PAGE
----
The town of Leamington Spa, originally known as Leamington Priors was a tiny village until about 1800. The value of the mineral springs was known in the middle ages, but it was not until 1784 that the small village began rediscovering its saline springs and started building baths around some of them.
In the period just prior to 1810 it had become obvious that the town’s existing Bath Houses could not cope with the ever increasing number of visitors. Plans were made to build a bathing establishment on a scale surpassing anything yet attempted. A syndicate was formed to provide the necessary funds.
A company was formed to buy the land on the west side of the Parade for building purposes. This was the start of the ‘new town’ and it was hoped the new baths could be erected in this area. However, attempts to discover a reliable source of saline water in this vicinity were unsuccessful. Eventually in 1810 a spring was discovered on land owned by Mr Greatheed – a member of the syndicate – on the north side of the river, but only a stones-throw away from the old town.
The Royal Pump Rooms
In July 1814 ‘The Royal Pump Room and Baths’, designed and built by C.S. Smith of Warwick at a cost of £30,000 were officially opened. The Spa treatment was claimed to cure, or relieve a huge number of disorders, examples being ‘stiffness of tendons’, ‘rigidity of the joints’, ‘the effects of gout and rheumatism and various paralytic conditions’. The Spa water is a mild laxative which is one reason why the water was drunk.
The Pump Rooms gardens were originally laid out and enclosed for the exclusive use of the patrons of the Pump Room ‘to afford them pleasant promenades’. A bandstand was erected and military bands played in the evening during the summer for the gratification of the subscribers. It was not until 1875 that the Royal Pump Room Gardens became public.
The ‘Royal Pump Room and Baths’ paid handsome profits in their early days but by 1848 the fashion of ‘taking the waters’ had begun to decline and hard times loomed on the horizon. The original syndicate decided to cut their losses by selling out and later the Pump Rooms became the sole property of the Hon. Charles Bertie Percy of Guy’s Cliffe.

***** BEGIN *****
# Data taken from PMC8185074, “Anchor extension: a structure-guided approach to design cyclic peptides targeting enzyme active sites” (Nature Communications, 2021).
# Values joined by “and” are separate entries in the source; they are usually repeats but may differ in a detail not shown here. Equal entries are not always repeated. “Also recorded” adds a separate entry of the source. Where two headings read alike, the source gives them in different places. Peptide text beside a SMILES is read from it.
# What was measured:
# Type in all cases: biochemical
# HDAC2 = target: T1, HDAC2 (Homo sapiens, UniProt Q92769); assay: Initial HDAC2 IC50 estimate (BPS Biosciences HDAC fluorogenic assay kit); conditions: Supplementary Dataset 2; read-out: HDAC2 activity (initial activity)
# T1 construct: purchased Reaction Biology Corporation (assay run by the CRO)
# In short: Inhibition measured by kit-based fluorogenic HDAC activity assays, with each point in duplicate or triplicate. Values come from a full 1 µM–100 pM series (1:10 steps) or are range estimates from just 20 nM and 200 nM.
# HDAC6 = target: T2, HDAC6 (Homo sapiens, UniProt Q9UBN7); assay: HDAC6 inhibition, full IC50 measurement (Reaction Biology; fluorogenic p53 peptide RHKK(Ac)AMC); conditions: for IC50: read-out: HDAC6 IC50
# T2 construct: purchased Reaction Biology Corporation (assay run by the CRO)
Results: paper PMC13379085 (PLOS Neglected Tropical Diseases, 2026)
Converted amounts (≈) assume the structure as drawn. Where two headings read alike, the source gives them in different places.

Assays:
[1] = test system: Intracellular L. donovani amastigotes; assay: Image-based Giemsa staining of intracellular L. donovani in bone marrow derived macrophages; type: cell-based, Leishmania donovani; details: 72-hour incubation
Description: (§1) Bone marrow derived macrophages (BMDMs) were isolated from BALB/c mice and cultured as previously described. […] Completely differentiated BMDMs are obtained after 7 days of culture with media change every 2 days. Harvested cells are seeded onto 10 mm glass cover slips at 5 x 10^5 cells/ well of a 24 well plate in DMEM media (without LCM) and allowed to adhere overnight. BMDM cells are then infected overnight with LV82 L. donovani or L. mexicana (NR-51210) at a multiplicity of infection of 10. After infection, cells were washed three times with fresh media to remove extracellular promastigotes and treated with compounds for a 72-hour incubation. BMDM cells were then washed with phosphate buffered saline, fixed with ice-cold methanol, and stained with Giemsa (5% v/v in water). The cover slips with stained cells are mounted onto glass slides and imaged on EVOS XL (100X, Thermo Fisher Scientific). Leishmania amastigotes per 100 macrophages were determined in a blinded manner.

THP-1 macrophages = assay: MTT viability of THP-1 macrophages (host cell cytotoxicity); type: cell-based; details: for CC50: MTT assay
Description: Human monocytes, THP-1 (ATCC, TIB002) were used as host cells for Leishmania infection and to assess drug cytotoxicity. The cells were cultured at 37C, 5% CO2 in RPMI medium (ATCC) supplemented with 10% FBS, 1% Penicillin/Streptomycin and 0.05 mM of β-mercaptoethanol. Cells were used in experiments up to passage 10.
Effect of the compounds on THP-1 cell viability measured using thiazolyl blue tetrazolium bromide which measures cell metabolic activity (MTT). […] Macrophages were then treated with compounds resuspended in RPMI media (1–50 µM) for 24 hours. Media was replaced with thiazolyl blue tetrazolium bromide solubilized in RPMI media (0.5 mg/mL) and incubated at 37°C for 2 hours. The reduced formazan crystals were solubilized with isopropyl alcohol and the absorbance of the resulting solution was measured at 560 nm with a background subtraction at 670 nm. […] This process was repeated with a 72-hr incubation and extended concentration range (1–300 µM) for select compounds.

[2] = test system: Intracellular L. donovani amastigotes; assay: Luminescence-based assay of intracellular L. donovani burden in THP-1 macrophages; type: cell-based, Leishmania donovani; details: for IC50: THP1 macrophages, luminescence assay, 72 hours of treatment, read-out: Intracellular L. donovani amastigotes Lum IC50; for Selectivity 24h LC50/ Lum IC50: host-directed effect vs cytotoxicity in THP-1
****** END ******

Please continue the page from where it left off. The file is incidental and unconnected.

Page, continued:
In 1860, owing to the decline in the patronage, he announced his intention to close the Pump Rooms and put them up for sale for building purposes. In 1862 a newly-formed company took over the building and carried out extensive reconstruction work, including the addition of a tower and pediment on the facade.
Post-War Royal Leamington Spa
After two world wars and declining fortunes, the problems of rehabilitation looked almost insurmountable. This time, in order to save it, the building was given an almost complete face lift. When finally this was achieved it emerged into the modern world with a new status – that of a medical centre able to provide patients with a wide range of spa treatments.
In 1996, Warwick District Council, in collaboration with Warwickshire County Council, produced proposals to relocate Leamington’s Art Gallery, Museum and Library to the Pump Rooms. The scheme was further developed to include the refurbishment of the Assembly Room within the Pump Rooms and provision for the Tourist Information Centre and Café, so creating a major cultural and tourist attraction. The project is also a central element in a wider strategy to use arts, heritage and leisure facilities to help regenerate south Leamington’s ‘Old Town’.
If you would like more information, why not visit the new Museum. There are displays on the historic use of the Pump Rooms and Spa Treatments – including several weird and wonderful objects from the former physiotherapy department. There is also the opportunity to sample spa water (for those who are brave enough!).